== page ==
In 2016, US Navy Adm. James Foggo III, who is now chief of Naval Forces Europe, described tensions between Russia and the US as the “fourth battle of the Atlantic,” following the surface and submarine battles of World War I, World War II, and the Cold War.
“Once again, an effective, skilled, and technologically advanced Russian submarine force is challenging us,” he said. “Russian submarines are prowling the Atlantic, testing our defenses, confronting our command of the seas, and preparing the complex underwater battlespace to give them an edge in any future conflict.”
The US Navy has increased its patrols in the Baltic Sea, the North Atlantic, and the Arctic. US Navy ships have also been more active in the Black Sea to “desensitize Russia” to a US military presence there. US and Russian ships have also operated in close quarters in the eastern Mediterranean, where Russian forces are assisting the Bashar Assad regime in the Syrian civil war.
The Navy is also renovating hangers in Iceland to house P-8 Poseidon maritime patrol aircraft there to monitor the Greenland-Iceland-UK gap, a choke point for ships moving between the Arctic and North Atlantic oceans — though that doesn’t necessarily mean a permanent presence will be reestablished there.
NATO is making changes to its command structure in response to increased tension with Russia and to prepare for potential military operations on and around the continent.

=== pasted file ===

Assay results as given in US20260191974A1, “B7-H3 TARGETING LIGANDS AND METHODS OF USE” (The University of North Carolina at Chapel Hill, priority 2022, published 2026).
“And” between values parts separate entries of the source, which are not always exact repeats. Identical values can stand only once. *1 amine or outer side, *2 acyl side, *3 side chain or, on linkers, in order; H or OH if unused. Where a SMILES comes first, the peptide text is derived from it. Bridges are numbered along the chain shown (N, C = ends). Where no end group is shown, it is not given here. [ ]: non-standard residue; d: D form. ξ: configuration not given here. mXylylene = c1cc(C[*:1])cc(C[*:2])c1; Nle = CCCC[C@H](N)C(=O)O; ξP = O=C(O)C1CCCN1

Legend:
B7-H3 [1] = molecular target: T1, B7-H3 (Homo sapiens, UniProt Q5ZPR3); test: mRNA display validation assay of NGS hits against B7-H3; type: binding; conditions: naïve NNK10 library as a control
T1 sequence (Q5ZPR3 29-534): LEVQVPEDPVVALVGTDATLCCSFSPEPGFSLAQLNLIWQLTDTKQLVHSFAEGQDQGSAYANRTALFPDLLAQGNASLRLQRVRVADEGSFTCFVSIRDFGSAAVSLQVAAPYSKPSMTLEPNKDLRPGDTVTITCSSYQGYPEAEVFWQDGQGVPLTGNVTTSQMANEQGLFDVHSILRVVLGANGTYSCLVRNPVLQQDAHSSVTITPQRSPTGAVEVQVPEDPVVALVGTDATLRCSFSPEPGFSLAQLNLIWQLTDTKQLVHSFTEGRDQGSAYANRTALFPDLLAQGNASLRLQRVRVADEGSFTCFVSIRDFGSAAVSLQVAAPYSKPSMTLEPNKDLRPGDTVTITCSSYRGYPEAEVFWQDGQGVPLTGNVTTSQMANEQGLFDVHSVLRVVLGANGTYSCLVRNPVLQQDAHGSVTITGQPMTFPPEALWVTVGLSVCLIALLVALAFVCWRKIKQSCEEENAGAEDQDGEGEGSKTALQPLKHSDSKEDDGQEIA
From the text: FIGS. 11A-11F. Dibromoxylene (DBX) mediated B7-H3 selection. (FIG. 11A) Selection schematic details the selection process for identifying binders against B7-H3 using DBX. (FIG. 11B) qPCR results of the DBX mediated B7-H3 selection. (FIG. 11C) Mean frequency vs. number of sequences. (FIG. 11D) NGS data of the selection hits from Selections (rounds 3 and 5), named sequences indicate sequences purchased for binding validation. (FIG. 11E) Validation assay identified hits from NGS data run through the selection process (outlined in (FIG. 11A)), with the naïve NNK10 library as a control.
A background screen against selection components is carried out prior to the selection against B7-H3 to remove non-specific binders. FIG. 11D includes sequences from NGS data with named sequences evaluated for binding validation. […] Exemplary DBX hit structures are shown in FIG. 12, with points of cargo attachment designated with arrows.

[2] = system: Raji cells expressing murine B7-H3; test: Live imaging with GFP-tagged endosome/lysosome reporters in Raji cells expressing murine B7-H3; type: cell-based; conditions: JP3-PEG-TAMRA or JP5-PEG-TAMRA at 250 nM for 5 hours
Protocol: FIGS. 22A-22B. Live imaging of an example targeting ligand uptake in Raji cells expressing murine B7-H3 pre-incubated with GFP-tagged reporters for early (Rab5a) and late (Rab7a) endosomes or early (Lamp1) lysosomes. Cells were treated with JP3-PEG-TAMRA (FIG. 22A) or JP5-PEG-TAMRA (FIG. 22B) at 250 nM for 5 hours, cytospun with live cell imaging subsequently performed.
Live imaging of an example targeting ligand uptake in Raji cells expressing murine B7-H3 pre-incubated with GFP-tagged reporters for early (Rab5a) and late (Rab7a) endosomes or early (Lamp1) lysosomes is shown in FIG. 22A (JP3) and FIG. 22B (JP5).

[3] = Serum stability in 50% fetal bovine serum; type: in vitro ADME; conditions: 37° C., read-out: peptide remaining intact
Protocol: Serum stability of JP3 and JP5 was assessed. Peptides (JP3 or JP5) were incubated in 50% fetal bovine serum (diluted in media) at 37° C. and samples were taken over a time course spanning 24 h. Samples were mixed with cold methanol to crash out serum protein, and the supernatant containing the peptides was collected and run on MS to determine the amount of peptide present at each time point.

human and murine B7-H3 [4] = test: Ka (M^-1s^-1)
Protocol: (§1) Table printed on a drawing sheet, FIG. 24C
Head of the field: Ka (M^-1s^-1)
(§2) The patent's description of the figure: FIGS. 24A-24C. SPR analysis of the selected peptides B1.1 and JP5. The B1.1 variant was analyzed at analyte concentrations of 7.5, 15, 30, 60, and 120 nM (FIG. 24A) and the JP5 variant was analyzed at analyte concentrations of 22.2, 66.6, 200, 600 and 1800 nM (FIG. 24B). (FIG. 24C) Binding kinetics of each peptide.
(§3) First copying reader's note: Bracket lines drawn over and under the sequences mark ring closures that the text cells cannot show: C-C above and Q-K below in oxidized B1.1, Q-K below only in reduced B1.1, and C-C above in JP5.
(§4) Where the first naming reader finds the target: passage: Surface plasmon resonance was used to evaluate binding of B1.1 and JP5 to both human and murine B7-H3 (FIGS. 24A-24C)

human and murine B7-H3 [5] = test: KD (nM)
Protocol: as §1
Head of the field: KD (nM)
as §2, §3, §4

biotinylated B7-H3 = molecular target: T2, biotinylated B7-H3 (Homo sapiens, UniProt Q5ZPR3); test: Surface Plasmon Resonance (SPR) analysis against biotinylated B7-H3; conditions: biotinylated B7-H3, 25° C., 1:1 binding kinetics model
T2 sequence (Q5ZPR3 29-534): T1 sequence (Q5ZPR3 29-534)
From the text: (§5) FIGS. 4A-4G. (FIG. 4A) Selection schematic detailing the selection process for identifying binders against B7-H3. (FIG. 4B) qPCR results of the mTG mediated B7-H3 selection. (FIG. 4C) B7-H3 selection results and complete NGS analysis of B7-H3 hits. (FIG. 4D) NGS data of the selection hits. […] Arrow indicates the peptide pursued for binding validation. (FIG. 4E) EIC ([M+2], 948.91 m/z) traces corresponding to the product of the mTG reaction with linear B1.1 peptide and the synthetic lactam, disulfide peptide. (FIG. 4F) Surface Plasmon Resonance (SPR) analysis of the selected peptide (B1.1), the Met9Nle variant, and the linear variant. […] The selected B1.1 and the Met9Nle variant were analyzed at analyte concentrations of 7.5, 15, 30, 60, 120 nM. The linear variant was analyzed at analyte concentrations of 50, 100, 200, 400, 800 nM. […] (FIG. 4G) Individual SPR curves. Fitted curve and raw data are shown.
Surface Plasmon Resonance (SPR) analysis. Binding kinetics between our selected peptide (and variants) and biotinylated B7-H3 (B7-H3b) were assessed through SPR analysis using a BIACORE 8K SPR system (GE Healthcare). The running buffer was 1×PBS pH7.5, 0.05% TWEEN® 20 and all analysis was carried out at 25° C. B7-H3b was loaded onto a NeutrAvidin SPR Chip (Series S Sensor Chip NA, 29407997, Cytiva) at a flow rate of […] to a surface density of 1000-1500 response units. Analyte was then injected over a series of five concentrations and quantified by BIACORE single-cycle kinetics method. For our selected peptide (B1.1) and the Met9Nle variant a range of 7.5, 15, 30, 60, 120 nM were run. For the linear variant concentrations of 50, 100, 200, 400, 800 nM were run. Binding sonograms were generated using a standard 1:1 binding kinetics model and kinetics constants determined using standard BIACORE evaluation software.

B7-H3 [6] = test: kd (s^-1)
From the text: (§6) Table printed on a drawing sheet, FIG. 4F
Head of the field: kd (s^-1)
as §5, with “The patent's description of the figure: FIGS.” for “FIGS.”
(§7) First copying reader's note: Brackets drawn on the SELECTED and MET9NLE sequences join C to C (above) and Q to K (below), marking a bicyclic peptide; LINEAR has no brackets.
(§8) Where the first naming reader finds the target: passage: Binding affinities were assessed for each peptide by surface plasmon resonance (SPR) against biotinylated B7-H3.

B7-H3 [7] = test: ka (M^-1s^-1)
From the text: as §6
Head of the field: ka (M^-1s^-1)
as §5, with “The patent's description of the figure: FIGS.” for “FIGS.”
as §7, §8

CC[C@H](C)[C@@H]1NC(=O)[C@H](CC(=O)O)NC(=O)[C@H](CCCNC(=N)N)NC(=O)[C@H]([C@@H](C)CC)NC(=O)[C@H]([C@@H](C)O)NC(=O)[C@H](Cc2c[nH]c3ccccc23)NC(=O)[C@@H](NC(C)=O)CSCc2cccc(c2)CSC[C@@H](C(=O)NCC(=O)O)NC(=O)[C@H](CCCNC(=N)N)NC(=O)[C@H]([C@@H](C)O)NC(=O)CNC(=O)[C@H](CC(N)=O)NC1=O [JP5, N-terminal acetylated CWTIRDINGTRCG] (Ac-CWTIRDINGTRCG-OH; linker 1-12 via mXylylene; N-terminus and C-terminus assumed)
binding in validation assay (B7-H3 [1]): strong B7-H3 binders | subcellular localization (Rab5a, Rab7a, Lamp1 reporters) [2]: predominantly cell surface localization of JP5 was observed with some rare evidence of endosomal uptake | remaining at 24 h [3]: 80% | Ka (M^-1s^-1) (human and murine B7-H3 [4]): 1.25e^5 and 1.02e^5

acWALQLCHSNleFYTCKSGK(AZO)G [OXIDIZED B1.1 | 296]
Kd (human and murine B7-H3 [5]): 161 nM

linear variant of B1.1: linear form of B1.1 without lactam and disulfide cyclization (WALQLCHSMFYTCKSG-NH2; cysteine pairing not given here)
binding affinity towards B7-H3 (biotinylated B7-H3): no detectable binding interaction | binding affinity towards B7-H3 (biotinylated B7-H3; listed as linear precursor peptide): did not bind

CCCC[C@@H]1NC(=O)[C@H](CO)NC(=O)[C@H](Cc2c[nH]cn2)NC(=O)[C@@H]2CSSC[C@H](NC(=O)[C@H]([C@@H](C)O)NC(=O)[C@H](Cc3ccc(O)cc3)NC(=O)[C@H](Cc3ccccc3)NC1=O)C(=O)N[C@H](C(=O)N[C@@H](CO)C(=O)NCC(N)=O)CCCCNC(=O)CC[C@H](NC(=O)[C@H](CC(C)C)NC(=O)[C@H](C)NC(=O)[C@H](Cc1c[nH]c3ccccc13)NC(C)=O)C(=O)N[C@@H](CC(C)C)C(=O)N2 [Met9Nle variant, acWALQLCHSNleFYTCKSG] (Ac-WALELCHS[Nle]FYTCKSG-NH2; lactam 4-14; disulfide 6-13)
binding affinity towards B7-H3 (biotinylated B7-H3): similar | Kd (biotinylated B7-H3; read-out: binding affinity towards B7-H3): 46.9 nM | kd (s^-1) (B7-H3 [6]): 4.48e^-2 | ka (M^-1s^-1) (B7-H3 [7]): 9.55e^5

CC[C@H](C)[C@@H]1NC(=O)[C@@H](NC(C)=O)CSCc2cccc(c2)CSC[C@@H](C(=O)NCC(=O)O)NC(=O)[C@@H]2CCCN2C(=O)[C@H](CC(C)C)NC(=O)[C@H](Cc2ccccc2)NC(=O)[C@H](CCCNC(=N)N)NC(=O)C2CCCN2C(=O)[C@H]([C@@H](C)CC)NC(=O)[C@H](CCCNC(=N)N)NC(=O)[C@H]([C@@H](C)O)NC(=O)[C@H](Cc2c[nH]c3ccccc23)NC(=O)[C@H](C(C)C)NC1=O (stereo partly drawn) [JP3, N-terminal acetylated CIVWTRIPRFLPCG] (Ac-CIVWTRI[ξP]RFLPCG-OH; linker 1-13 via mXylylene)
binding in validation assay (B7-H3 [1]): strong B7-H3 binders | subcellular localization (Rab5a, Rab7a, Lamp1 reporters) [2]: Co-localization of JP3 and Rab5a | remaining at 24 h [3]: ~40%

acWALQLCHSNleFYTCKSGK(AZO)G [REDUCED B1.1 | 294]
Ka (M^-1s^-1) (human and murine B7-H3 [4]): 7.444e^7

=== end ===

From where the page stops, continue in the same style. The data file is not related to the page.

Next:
In March 2018, Germany announced that the proposed NATO logistics command — which would work to streamline the movement of personnel and material around Europe — would be based in the southern city of Ulm.
The other new command the alliance wants to establish would oversee and protect the North Atlantic. In the event of conflict with Russia, it be responsible for keeping sea lanes open for US reinforcements heading to Europe.
This article originally appeared on Business Insider. Follow @BusinessInsider on Twitter.
Fifteen years after a 17-hour battle on an Afghan mountaintop, a pararescueman’s extraordinary heroism was recognized with an Air Force Cross, upgraded from a Silver Star, following a service-wide review of medals awarded since 9/11.
Then-Tech. Sgt. Keary Miller –against overwhelming odds and a barrage of heavy fire from Al Qaeda militants– dashed through deep snow into the line of fire multiple times to assess and care for critically-wounded U.S. service members, March 4, 2002.